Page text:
Iran: Suspected targeted poison attacks affect girls from 50+ schools
A string of suspected targeted poisonings of schoolgirls in Iran has triggered a wave of panic in the country. Authorities confirmed that students of more than 50 schools were hit by alleged poisonings, which began in November last year and has spread to 21 of Iran's 30 provinces. Around 700 schoolgirls have been poisoned by toxic gas since November, according to a BBC report.
Why does this story matter?
- The development follows months of mass protests led by women against Iran's clerical regime, which erupted after the custodial death of Mahsa Amini.
- The 22-year-old was arrested by Iran's morality police in September for wearing the hijab improperly, following which women came out en masse in Amini's support.
- The poison attacks are being speculated as a revenge tactic of fundamentalist groups against such protesters.
Children experienced temporary paralysis of limbs, respiratory problems, nausea
These incidents are seen as a covert attempt by hardline Islamist groups to shut down girls' schools. Victims reported a pungent smell similar to that of rotten tangerines, chlorine, or cleaning agents, following which they suffered headaches, dizziness, respiratory problems, and nausea. Some also experienced temporary paralysis of the limbs. Videos on social media showed children complaining about pain in the legs and abdomen.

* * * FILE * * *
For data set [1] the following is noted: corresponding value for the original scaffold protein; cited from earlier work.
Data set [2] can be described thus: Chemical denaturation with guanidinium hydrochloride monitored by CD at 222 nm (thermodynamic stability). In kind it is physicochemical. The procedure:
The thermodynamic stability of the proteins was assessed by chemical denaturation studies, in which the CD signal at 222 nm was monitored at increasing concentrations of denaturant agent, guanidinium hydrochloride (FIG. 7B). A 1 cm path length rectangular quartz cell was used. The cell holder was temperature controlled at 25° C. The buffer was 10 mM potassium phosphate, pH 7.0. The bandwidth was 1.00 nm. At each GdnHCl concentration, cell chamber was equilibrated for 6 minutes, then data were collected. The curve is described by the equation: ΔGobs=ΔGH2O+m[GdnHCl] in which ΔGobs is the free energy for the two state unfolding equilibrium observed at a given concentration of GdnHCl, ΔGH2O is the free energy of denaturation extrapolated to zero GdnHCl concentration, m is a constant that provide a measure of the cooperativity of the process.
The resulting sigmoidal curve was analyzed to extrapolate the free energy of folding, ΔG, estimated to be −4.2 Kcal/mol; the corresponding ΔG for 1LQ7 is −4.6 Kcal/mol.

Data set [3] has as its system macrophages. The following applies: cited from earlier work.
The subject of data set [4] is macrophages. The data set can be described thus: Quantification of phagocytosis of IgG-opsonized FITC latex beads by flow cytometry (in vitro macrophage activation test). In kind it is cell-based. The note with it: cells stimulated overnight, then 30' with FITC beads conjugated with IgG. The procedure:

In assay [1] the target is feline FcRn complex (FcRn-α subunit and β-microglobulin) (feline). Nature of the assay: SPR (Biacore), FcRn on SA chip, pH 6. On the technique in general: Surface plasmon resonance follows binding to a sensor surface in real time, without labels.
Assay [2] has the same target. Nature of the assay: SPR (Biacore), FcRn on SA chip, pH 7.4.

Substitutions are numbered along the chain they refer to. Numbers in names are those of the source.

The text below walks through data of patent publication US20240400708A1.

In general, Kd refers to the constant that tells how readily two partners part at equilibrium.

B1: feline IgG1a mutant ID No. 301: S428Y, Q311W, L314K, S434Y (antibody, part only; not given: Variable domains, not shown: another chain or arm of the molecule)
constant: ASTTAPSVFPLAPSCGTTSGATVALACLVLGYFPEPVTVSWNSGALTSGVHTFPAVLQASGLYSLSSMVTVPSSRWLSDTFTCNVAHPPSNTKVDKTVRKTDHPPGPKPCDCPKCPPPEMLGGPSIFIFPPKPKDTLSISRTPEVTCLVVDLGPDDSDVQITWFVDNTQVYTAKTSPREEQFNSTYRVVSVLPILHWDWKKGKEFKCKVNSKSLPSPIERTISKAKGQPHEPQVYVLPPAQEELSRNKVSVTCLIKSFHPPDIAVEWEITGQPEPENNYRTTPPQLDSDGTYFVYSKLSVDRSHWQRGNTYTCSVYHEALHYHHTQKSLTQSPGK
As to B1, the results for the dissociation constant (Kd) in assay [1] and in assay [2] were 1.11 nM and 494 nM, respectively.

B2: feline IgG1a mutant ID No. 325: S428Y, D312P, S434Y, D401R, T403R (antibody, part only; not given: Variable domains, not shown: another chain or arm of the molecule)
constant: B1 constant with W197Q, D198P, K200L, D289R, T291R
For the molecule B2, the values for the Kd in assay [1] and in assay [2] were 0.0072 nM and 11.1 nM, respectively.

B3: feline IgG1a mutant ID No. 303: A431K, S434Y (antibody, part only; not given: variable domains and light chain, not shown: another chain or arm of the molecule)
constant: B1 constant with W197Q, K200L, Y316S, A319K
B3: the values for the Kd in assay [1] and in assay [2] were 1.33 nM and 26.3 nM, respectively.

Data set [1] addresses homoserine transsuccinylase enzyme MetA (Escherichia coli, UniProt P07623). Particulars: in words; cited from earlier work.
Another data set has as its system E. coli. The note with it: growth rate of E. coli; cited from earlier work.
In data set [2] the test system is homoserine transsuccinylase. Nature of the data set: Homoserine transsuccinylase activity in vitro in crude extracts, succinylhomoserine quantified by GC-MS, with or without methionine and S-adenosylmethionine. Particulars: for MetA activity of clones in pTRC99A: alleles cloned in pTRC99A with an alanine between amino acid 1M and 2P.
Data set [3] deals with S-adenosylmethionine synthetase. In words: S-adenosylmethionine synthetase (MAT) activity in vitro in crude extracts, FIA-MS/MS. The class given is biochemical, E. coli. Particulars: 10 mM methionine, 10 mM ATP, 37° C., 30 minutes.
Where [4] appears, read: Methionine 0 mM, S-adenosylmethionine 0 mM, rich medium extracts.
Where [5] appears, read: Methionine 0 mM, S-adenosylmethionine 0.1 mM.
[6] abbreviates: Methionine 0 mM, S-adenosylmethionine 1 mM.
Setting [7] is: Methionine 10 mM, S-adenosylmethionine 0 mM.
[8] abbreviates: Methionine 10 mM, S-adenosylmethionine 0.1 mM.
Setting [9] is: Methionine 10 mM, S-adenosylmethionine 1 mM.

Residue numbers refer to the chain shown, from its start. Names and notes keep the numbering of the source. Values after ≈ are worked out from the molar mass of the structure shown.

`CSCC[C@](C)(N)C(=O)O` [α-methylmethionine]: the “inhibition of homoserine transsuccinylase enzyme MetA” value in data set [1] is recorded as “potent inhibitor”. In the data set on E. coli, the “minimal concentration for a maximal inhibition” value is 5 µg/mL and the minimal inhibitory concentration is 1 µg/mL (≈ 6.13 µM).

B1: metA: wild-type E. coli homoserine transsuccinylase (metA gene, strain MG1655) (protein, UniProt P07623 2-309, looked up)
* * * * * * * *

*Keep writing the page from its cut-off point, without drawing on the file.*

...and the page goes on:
Religious groups opposed to girls' education suspected
Iran said it would investigate a wave of poisonings of female students. Hundreds of Iranian girls in different schools have suffered 'mild poison' attacks in recent months, the health minister said pic.twitter.com/J1ugqDfMND— Reuters (@Reuters) March 2, 2023
Investigation says act appears to be premeditated
Iran's President Ebrahim Raisi has announced an investigation into the matter. Interior Minister Ahmad Vahidi said that they found "suspicious samples" during their investigation while the prosecutor general opened a criminal probe into the matter, citing that the act appeared to be "premeditated." Vahidi called on the people to remain calm and also accused the "enemy's media terrorism" of creating panic among the people.
No death has been recorded officially
Although no death has been officially recorded in relation to these incidents, an 11-year-old student, Fatemeh Rezei, allegedly died in one such incident last week. However, doctors reportedly said that she was not poisoned, but an acute infection caused her death.
Iran called on Taliban to allow education for women, girls
Notably, education for girls hasn't been popularly opposed in Iran since the Islamic Revolution of 1979. In fact, Tehran has also called on the Taliban government in neighboring Afghanistan to allow girls and women to go to schools and colleges. However, Iran has detained around 100 journalists since the beginning of the protests in September 2022, which saw the death of around 530 people.